Coming down from the Summit, still above Muir Picnic Area, the sun was really low and it was hard to see the road. DAMN! DAMN! Took a hard pothole hit with both wheels. Then… the unmistakable sound of air escaping from my rear tire, changing pitch and volume every time the source passed by my seatstay. It was a lonely flat-fixing episode on the side of the road, in the gravel with the sun setting and the wind picking up. My last flat was 720 miles ago, and my average is 540 miles between flats – there’s an interesting statistic for you! Anybody else keep track of that one? I’m running Michelin Pro Race with Michelin Ultralight tubes (long stem), and no liners or Slime. Anyway, I seemed to notice some funny noises like maybe I whacked the rim out of true also so it was a slow ride down.

Rick’s going to ride Napa on the Sly! It’s going to be an interesting ride – JB who never does centuries on his Atlantis, Peter who has to ride fast and get home early for a party, Rick who has to pack his own food and hide at the rest stops, and me who likes to hang out at the finish and people watch.

Saturday, August 21, 2004

Diablo Summit, 24 miles

I met Peter at the Gate at 8, and JB showed up a few minutes later. Peter had a new saddle and a new pair of shorts – he said he went to Livermore Cyclery to look for a new saddle and the salesman convinced him what he really needed was a new pair of shorts so he got both: a WTB saddle and Louis Garneau shorts (the most expensive he’s ever owned). I noticed a group of two riders, another group of two, and a solo rider going up as we waited and I wasn’t sure if I’d be catching them or not, but I would at least remember how many there were. I had forgotten my phone this morning so I didn’t get Rick’s call saying what time he and Nicole would be there so the three of us started up at about 8:10.

I wasn’t feeling especially vigorous today due to a lack of sleep (I think I even yawned a couple times after we got going) so I didn’t mind the easier pace for the first couple miles. We all wondered what kind of road kill that was just past the double dips – probably a coyote judging from the head but it was picked pretty clean by the vultures and coyote road kill is exceedingly rare.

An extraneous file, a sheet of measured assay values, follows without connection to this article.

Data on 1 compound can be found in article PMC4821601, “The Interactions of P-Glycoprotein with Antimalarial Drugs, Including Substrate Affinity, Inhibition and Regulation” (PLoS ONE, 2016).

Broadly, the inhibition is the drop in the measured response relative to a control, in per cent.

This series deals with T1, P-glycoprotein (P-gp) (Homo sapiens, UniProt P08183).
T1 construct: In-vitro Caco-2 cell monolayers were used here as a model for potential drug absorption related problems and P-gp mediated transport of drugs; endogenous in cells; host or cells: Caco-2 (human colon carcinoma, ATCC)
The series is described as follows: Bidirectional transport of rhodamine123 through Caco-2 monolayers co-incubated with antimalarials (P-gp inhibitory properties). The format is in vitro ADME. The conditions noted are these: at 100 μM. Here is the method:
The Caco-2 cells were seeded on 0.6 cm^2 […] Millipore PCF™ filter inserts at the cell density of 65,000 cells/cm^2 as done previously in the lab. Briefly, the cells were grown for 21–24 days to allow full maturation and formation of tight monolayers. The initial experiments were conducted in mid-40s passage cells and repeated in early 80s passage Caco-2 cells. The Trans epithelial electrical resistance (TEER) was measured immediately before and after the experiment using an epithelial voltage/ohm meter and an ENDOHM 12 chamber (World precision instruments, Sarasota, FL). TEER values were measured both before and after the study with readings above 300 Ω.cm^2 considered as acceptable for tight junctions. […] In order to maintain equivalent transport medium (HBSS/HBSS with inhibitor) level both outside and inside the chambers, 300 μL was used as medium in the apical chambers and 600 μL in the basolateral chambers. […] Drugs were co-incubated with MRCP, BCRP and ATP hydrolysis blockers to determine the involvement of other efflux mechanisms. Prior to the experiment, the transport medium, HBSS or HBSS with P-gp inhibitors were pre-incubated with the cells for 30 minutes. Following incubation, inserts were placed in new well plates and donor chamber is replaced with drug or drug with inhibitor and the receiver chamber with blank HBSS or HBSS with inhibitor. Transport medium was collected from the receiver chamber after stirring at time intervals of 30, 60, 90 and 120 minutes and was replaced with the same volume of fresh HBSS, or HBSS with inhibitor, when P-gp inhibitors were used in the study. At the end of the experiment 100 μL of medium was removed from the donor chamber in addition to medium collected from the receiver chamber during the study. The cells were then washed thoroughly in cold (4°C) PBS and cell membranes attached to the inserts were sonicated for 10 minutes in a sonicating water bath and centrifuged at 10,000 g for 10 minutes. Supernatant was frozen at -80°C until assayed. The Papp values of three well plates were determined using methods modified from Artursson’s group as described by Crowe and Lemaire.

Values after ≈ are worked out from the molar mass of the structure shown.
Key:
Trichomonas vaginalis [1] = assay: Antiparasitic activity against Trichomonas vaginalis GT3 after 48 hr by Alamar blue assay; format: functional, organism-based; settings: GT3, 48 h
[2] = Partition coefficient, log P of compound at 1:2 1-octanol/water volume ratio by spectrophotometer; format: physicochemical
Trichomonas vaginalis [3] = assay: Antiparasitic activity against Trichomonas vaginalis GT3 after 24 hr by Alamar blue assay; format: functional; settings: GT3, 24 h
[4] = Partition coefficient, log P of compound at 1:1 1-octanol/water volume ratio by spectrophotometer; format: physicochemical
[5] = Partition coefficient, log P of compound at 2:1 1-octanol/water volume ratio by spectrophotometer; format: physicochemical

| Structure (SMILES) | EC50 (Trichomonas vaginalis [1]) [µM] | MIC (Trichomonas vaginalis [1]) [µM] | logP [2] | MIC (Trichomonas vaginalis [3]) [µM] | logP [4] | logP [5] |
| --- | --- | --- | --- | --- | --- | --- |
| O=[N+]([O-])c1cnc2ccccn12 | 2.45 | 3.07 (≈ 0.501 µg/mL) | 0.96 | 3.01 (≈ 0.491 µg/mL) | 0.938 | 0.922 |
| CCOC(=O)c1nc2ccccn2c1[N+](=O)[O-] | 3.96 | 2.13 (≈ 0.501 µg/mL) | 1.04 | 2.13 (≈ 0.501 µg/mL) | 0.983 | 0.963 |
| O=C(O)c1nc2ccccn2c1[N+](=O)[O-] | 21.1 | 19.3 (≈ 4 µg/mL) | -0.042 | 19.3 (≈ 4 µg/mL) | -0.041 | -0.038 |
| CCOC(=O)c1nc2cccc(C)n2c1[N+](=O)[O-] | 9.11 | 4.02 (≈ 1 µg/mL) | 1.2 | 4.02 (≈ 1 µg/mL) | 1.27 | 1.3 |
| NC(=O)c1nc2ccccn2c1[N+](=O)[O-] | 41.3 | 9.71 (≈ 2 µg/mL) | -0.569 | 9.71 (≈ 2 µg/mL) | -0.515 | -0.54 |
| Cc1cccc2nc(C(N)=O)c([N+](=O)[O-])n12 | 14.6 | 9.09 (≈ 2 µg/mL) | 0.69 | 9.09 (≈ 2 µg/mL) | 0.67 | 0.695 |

All of us were together near the top of the Bump when Peter increased his speed enough to drop JB. I was pretty close to maximum trying to keep up with him too for a while but either he slowed down a bit or I found my rhythm because it got easier around the Lower Ranch where we passed the solo guy and one of the two pairs we saw at the Gate. Peter is getting used to my keeping up with him now, although I think he’s still perplexed because for years he dropped all of us well before the Ranches and I was usually the farthest one back. He asked me if I had done any different kind of training this year and I told him that I did a lot of intervals in the early season – he seemed to accept that explanation.

We passed the other pair of riders below Chainbuster and then I said to Peter “OK, let’s go!” but before he decided to come with me he asked “Are you going to the top today?”. I guess if I wasn’t going to save anything for the Summit then he wasn’t going to try to stay with me to the Junction. I told him I was so he stayed on my wheel for about a half mile, but I had a big gap soon after that. I realized that I hadn’t been looking at my splits so when I looked down and saw I was at 38 minutes I thought I had a slim chance of breaking 40 and I went for it. I put the hurt to myself for 117 seconds and finished with a 39m57s Junction time.

And there was WILL! He called me yesterday and said he might get an early start to meet us here, but I had forgotten. He said it was a pretty tough ride but he enjoyed it after not having ridden for so long. Peter rolled in, then JB while I was still doing cool down laps around the parking area. And then Rick came in a few minutes later so there were five of us. We discussed the Napa Valley Century (AKA Tour Napa Valley – watch this site for a ride review) coming up next Sunday and it turns out Rick didn’t get signed up in time because they reached their maximum 2,000 rider limit. He’s going to try sweet-talking his way in, or maybe scab the ride, or maybe just not show. JB will be riding his Atlantis – he probably wants to bond with other Rivendell groupies. And Peter has to hurry home after the century to go to his daughter’s birthday party so we’re not sure about car pooling.

Peter, Rick, and I did the Summit but JB and Will went down. We were together until Blue Oak where Peter pulled ahead. Rick was in the middle and I was last until around Muir Picnic Area where I passed Rick. I didn’t see Peter again until the Summit Wall which I started just as he was finishing. Rick was about 50 meters behind me at the bottom and I heard a giant diesel pickup coming up, passing Rick. The Wall is NOT wide enough for even a Cooper Mini to pass a bike safely (it’s one-way, one-lane going up and another lane goes down on the other side) and I wasn’t going to let this moron try that with me so I kept the middle of the lane for the last half of the climb. He didn’t honk or anything but he was still a dope. Rick said the place where he got passed was pretty wide and he was OK with it.